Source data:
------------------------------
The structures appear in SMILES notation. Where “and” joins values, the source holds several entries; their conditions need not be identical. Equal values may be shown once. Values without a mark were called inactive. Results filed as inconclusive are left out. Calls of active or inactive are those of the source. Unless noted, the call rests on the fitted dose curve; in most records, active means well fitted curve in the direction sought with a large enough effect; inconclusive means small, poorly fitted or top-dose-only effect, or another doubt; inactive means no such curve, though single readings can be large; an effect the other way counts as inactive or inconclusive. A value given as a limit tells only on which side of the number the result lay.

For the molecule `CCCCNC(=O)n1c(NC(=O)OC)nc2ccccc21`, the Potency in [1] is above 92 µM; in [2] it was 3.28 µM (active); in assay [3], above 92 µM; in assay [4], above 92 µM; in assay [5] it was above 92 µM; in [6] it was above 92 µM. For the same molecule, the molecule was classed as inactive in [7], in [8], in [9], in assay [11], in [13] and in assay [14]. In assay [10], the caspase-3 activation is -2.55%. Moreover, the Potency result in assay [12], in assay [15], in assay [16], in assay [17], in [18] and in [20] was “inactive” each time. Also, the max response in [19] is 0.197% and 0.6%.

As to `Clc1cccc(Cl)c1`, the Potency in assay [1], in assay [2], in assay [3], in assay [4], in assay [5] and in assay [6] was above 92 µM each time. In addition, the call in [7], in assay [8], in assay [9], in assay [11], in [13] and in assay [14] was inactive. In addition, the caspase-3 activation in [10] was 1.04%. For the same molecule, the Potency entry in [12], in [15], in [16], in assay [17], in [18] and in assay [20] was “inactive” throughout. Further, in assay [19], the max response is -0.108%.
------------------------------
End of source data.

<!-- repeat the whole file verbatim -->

The structures appear in SMILES notation. Where “and” joins values, the source holds several entries; their conditions need not be identical. Equal values may be shown once. Values without a mark were called inactive. Results filed as inconclusive are left out. Calls of active or inactive are those of the source. Unless noted, the call rests on the fitted dose curve; in most records, active means well fitted curve in the direction sought with a large enough effect; inconclusive means small, poorly fitted or top-dose-only effect, or another doubt; inactive means no such curve, though single readings can be large; an effect the other way counts as inactive or inconclusive. A value given as a limit tells only on which side of the number the result lay.

For the molecule `CCCCNC(=O)n1c(NC(=O)OC)nc2ccccc21`, the Potency in [1] is above 92 µM; in [2] it was 3.28 µM (active); in assay [3], above 92 µM; in assay [4], above 92 µM; in assay [5] it was above 92 µM; in [6] it was above 92 µM. For the same molecule, the molecule was classed as inactive in [7], in [8], in [9], in assay [11], in [13] and in assay [14]. In assay [10], the caspase-3 activation is -2.55%. Moreover, the Potency result in assay [12], in assay [15], in assay [16], in assay [17], in [18] and in [20] was “inactive” each time. Also, the max response in [19] is 0.197% and 0.6%.

As to `Clc1cccc(Cl)c1`, the Potency in assay [1], in assay [2], in assay [3], in assay [4], in assay [5] and in assay [6] was above 92 µM each time. In addition, the call in [7], in assay [8], in assay [9], in assay [11], in [13] and in assay [14] was inactive. In addition, the caspase-3 activation in [10] was 1.04%. For the same molecule, the Potency entry in [12], in [15], in [16], in assay [17], in [18] and in assay [20] was “inactive” throughout. Further, in assay [19], the max response is -0.108%.